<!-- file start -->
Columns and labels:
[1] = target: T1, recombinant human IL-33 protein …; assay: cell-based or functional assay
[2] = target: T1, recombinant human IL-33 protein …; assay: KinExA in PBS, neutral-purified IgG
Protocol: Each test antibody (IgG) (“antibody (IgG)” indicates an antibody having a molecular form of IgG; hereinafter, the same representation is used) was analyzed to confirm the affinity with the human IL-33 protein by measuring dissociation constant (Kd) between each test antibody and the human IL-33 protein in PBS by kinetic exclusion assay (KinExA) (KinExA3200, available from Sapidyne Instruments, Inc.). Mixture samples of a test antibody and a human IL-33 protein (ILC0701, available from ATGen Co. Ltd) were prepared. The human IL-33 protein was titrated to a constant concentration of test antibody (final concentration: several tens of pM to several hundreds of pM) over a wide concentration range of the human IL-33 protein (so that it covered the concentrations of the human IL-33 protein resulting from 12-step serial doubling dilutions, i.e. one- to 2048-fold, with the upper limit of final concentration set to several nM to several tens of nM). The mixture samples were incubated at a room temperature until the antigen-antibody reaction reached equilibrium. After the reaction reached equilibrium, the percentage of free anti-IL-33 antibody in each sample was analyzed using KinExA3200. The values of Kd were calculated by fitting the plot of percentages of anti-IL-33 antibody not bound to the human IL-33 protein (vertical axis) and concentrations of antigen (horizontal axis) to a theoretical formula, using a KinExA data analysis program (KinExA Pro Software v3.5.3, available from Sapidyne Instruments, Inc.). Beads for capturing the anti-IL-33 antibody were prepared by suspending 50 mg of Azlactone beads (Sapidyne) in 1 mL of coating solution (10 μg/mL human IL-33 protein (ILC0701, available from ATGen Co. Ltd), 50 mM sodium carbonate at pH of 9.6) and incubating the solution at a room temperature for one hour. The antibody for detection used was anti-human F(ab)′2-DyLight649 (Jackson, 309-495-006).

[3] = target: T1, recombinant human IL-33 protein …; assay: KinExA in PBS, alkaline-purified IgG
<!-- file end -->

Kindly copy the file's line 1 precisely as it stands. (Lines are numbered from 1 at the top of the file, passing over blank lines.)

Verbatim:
Columns and labels: